The second book I read this week is called, "Tribes" by Seth Godin. I have followed Seth's blog for a year now, and this book was just as insightful and helpful as his daily blog posts. This book is a motivator, helping the reader see how they can be a leader no matter where they fall in the hierarchy of their workplace. And how creative change, new ideas and belief in a cause will always be more interesting to be a part of than the status quo. I got a collection of Seth's books from my coworker, Casey, and I have already cracked the next book in the stack. He's fun to read and gets lots of wheels turning in my head all at the same time

If you have any other helpful books on how to lead, how to organize a team of 70 college students, how to motivate and empower, please comment below. I'm wide open and ready to learn.

the short story...

Rory gave me this book for Christmas. We saw the movie Sweetland just after we got married at a movie theatre in Duluth. I was then working at the nursing home and was on a mission to record the life stories of my residents. When we saw this movie, I was is the life story of a hardworking farming couple in Minnesota. It basically was the story I had heard over and over at the nursing home, and seeing it in movie form made me sentimental and grateful. I cried so hard during the credits it was socially awkward.

So this Christmas, Rory got me this book, a collection of short stories by Will Weaver, one of which was the original story that the movie, Sweetland, was based upon.

I read this book in a few days. And I feel like I discovered a new friend: the short story! I remember reading short stories in school once in a while, but those stories were assigned, and I never really have appreciated any assigned reading, just because it was assigned. But this book was delightful...each story based on midwestern folk, stories that felt true to life and human nature.

I'd recommend it. The back cover describes the books as "a vivid portrait of swirling, intergenerational changes in the Midwest," and each story carries this theme in someway. (There is one story that doesn't fit in with the others, but I'll let you read it to figure that out!)

So here's my question: Does anyone have any other favorite collections of short stories to share? I feel like I just stumbled upon a new favorite pasttime...sort of like finding a new 30 minute tv show you doesn't take a lot of time, but it does the trick when you need to clear your mind.

Anyway, if you have a favorite book or author that writes good short stories, please, share! I'd love to stay on this short story kick for a while.

cold tangerines

My friend Shannon got me this book for Christmas. It's a easy and thoughtful read filled with stories and life lessons. I love it. I'm just a few chapters in and decided to save it for Mesa. It seems to be the perfect 'get away' read.

This link brings you to the book's website, where you can click on a link to read a quick chapter to get a feel for her style.

***edited: I wrote all of these posts on Tuesday night, but now it's Saturday morning and I have finished this it on the airplane and devoured it. If you're looking for a good book, order this one and start passing it around your circle of friends.

A Reading Rainbow book recommendation

I just finished a book I began late last night. That's the sign of a good, good read. I'm sure many of you have read this one, but if any of you have not, I highly recommend this is quick, fast paced story that offers so much to chew on.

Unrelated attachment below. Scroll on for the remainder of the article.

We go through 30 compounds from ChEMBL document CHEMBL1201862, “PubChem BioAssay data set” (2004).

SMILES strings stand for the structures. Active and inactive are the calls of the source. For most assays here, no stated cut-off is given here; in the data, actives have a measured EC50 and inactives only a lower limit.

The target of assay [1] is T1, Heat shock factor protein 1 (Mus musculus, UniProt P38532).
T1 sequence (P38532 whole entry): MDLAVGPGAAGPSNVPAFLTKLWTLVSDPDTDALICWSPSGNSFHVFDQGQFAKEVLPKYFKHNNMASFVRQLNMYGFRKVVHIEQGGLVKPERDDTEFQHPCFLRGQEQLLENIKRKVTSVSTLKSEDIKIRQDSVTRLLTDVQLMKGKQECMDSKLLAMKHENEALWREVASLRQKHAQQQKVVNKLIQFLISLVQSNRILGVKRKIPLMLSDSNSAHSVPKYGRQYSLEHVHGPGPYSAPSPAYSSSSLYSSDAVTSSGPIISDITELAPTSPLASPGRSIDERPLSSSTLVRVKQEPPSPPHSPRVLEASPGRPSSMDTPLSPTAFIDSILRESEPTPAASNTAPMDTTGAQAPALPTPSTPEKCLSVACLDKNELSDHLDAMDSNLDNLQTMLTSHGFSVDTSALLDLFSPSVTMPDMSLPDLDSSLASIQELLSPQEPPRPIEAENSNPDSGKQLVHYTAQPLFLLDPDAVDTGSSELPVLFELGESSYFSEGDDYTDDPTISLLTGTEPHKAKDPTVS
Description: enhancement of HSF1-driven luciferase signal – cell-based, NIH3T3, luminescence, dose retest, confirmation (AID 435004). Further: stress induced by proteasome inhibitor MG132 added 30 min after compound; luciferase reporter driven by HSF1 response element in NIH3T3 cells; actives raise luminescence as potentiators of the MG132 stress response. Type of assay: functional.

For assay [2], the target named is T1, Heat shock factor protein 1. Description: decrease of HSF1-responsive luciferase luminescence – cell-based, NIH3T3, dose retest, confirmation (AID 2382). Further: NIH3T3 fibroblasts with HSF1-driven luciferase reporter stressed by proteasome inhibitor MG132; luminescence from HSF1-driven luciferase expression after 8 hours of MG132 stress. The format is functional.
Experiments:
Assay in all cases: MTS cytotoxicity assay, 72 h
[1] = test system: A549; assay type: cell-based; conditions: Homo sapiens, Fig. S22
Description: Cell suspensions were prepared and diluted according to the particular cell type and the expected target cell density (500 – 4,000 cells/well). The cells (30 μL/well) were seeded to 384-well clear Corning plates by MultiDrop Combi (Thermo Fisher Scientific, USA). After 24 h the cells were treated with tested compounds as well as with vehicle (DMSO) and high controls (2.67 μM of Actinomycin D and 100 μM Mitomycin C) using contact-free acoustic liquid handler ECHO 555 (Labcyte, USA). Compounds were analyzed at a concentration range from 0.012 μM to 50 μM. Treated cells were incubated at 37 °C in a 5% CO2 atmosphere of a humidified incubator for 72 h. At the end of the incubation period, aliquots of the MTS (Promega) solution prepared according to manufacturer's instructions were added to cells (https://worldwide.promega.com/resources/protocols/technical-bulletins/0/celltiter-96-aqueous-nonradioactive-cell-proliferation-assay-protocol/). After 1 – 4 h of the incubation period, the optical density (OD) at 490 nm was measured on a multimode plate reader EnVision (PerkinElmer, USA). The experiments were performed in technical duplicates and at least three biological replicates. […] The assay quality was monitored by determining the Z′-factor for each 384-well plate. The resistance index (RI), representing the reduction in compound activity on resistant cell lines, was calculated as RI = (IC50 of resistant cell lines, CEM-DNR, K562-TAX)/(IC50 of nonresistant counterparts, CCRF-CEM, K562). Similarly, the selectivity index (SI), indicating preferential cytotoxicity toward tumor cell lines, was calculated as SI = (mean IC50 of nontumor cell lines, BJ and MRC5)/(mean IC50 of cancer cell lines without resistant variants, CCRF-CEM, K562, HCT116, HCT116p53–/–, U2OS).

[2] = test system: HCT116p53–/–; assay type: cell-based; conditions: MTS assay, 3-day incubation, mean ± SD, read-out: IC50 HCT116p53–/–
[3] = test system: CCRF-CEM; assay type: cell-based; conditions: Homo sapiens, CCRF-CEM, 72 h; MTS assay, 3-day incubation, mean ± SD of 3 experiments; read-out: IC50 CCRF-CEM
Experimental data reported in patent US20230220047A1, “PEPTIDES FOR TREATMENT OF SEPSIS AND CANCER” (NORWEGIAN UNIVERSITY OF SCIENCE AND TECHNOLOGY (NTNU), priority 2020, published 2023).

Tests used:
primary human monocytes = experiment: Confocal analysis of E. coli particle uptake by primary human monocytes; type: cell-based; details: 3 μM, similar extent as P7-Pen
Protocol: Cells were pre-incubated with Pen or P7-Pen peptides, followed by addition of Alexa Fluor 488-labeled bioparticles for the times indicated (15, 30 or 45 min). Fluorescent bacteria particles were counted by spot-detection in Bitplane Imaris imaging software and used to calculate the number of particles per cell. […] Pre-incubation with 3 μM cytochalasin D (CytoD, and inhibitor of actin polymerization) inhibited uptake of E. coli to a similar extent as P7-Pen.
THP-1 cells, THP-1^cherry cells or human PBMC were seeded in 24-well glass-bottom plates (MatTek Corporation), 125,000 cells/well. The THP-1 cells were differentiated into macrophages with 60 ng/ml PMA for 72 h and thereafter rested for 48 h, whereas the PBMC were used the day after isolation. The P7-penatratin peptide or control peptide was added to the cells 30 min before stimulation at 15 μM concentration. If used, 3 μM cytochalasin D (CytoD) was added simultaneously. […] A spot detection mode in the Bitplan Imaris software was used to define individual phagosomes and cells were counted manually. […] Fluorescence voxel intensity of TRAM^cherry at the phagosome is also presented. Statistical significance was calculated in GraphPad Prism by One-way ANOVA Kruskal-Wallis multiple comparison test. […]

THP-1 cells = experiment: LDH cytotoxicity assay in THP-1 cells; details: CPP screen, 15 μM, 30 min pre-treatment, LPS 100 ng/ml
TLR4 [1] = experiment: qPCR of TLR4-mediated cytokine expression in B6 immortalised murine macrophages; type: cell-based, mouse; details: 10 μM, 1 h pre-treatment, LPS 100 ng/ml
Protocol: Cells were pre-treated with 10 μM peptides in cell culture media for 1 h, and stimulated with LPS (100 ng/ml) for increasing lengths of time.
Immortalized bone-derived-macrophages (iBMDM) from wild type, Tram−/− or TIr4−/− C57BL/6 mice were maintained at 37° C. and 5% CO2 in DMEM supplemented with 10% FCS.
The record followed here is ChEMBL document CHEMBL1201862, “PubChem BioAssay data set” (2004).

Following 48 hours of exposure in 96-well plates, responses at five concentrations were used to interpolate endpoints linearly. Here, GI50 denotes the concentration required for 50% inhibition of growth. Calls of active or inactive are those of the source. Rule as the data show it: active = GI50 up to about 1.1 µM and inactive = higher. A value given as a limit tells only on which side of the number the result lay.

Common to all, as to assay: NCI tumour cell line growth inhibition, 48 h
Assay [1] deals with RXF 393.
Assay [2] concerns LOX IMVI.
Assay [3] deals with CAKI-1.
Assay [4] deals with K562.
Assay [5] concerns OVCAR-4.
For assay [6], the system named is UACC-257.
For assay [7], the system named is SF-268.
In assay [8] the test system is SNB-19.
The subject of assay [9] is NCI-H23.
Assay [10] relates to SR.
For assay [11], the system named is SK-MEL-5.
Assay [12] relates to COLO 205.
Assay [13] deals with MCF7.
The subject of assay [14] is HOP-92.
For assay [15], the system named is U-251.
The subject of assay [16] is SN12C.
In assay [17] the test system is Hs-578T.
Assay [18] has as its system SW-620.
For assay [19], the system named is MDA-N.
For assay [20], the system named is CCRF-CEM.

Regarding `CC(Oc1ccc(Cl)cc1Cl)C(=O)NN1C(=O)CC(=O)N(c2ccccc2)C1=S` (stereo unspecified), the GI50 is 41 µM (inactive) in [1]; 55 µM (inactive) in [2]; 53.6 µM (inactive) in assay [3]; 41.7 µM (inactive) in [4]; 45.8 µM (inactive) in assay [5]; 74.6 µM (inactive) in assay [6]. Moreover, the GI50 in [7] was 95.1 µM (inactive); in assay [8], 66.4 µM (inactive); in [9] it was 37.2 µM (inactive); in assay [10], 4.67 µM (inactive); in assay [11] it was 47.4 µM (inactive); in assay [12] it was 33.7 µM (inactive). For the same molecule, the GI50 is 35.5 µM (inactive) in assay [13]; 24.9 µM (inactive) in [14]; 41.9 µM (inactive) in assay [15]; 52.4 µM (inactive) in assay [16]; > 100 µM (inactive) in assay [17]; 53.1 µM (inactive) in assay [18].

It's all about hell and heaven and the conversations that might lead from one to the other. There is so much to take away from this book, but my favorite is a new image of what hell might be like. Lewis writes of how quarrelsome everyone is:

"As soon as anyone arrives he settles in some street. Before he's been there twenty-four hours he quarrels with his neighbour. Before the week is over he's quarrelled so badly that he decides to move. Very likely he finds the next street empty because all the people there have quarrelled with their neighbours- and moved. If so he settles in. If by chance the street is full, he goes further. But even if he stays it makes no odds. He's sure to have another quarrel pretty soon and then he'll move on again. Finally he'll move right out to the edge of the town and build a new house. You see, it's easy here. You've only got to think a house and there it is. That's how the town keeps growing leaving more and more empty streets." (Lewis, 10)

I've always thought of hell as 'apart from God' but this offers such a visual of what existence would be like without the relational tools God has give us such as forgiveness, reconciliation, patience, honesty and kindness. Without these gifts, we are only left with our selfish demands and trying to live with everyone else's selfish demands. In our own lives we see our own and everyone else's selfish demands everyday, but thank God for the ability to work things out, for honesty and truthful communication, and that God created us to be relational beings, set up in communities so that we must learn how to use these God-instructed gifts.

Good perspective for the day

I love reading anything by Donald Miller. Most people know him for his book Blue Like Jazz, a candid testimony that I found startling and refreshing...similar to Anne LaMott's Traveling Mercies. I tend to drop by his blog frequently and he just posted another chapter from his next book. Like any good tease, I cannot wait for this book to come out. The chapter is super short and so worth your time. Bop on over to his blog. You'll be glad you did.